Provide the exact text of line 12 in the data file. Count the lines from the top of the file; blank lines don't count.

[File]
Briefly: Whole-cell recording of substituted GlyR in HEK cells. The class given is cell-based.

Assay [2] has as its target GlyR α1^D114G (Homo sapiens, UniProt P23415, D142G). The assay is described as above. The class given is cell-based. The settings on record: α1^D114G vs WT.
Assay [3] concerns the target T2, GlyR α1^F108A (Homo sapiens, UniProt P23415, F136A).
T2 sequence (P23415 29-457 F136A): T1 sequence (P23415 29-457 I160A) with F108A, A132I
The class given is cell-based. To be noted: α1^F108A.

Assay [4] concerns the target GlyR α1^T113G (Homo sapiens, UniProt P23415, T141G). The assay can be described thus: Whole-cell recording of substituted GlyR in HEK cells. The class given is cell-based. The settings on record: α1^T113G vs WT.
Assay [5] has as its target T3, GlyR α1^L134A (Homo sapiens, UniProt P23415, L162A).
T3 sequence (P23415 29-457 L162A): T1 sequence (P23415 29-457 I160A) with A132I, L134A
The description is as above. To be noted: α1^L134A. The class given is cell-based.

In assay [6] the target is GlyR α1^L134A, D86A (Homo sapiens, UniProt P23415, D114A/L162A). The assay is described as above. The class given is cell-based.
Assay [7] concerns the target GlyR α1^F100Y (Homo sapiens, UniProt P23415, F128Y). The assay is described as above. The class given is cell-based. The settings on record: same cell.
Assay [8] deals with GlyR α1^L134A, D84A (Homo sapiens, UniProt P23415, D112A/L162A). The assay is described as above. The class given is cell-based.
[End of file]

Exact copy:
Assay [8] deals with GlyR α1^L134A, D84A (Homo sapiens, UniProt P23415, D112A/L162A). The assay is described as above. The class given is cell-based.